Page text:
Low-Carb, Low-GI, or Low-Fat? What’s the Best Diet for Weight Loss? | NUTRITION

Low-Carb, Low-GI, or Low-Fat? What’s the Best Diet for Weight Loss? | NUTRITION


According to a study published in the Journal of the American Medical Association, if you follow a Mediterranean-style diet, you may have the best chance of keeping extra weight off without experiencing any negative side effects.
Cara Ebbeling, a Research Faculty Council member and Associate Director of the New Balance Foundation Obesity Prevention Center at the Boston Children’s Hospital, led a research that studied how 3 different diets – low GI, low fat, and low carb – affect people even after they had already lost weight.
The scientists sought to study the impact of these diets on energy expenditure knowing that people who diet often struggle to maintain their healthy weight. They would like to know which diet helps people burn the most calories a day by looking at how much energy they spend. This would therefore, help keep dieters from regaining lost weight.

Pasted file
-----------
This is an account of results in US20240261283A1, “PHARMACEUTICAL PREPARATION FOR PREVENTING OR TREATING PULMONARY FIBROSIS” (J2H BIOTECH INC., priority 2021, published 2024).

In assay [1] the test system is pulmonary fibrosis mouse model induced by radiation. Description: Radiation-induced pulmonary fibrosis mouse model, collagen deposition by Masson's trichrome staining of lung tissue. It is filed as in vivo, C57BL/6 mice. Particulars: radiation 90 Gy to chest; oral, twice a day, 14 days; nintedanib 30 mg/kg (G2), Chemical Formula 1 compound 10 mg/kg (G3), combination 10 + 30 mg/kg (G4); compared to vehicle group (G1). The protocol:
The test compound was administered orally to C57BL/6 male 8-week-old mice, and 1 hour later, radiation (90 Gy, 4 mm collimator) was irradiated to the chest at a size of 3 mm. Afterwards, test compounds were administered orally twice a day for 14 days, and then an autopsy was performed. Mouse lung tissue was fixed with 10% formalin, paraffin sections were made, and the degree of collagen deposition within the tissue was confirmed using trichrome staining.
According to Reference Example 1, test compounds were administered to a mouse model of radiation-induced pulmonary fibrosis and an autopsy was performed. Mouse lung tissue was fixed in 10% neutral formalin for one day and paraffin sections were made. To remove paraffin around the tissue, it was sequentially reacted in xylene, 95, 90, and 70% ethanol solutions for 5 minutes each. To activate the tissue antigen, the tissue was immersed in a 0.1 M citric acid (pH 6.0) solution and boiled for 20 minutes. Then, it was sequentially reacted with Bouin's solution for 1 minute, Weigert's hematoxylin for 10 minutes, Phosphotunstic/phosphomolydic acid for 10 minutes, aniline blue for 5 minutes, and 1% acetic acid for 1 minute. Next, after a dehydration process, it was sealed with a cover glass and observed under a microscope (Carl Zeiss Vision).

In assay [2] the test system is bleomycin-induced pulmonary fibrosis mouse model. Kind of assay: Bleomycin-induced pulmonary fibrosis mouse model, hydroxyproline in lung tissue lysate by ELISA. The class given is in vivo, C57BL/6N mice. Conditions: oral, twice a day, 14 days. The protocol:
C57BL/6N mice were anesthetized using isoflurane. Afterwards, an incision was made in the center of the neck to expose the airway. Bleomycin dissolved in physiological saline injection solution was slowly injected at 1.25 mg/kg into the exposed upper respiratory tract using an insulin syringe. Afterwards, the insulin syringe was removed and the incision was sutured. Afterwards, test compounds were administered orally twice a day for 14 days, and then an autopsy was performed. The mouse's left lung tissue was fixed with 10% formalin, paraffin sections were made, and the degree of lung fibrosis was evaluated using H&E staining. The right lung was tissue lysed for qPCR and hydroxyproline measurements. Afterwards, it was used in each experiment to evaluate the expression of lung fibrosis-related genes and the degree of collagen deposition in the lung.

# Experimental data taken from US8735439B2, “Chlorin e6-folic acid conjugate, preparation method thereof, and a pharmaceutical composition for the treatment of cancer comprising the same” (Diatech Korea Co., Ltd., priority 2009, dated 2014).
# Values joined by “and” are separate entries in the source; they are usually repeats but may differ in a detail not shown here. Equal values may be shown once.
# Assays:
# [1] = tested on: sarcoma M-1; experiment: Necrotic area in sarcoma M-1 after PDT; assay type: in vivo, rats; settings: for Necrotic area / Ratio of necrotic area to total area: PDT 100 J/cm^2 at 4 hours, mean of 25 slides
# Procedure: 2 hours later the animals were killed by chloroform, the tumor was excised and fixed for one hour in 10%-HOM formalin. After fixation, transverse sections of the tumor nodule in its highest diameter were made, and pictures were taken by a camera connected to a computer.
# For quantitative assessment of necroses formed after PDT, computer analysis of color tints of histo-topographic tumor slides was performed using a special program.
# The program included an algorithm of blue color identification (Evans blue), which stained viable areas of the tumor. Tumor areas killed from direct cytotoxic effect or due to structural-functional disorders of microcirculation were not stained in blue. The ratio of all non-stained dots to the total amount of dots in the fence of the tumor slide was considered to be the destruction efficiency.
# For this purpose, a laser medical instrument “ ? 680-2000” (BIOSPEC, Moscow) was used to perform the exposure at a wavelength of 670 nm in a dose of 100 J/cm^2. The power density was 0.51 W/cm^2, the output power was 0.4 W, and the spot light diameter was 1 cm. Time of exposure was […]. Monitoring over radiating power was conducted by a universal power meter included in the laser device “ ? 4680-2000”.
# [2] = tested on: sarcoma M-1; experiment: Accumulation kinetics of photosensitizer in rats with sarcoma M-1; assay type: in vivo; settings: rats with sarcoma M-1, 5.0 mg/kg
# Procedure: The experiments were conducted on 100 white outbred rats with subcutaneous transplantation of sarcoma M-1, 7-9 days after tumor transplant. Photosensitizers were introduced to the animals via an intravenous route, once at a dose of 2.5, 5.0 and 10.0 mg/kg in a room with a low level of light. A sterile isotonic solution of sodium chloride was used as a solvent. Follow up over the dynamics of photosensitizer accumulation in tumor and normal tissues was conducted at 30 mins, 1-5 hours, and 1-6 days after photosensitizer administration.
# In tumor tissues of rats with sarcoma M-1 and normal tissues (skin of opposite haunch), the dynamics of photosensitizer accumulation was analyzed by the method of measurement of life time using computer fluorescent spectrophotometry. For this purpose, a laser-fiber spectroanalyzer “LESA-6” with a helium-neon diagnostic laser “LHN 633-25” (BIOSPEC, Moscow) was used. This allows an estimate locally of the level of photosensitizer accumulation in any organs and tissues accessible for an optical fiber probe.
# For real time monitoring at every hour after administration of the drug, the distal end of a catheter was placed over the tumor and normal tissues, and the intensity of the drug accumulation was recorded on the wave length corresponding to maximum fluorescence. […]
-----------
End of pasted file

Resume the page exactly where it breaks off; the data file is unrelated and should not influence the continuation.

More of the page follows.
Details of the Study
The scientists measured study participants’ levels of insulin sensitivity, hormones, blood fats, enzymes, and other markers of diabetes risk and heart health. The study included 21 adults, aged 18 to 40, who were overweight and obese.
At first, the participants followed a three-month diet plan containing:

– 45% of total calories from carbohydrates
– 30% of total calories from fat
– 25% of total calories from protein

A month later, participants lost 10% to 15% of their body weight. They were then, randomly rotated through the other test diets. One diet was assigned for each month.

Comparing Diets

  • A. Low-GI (glycemic index) diet
Similar to the Mediterranean diet, the low-GI diet required 40% of total calories from carbs, 40% from fat and 20% from protein. Foods such as low-fat meats like fish, whole grains like oatmeal and brown rice, beans, fruits and vegetables, and healthy fats from nuts and olive oil were part of the diet. Foods such as highly processed, sugary carbs and snack foods were avoided. 
  • B. Low-carb diet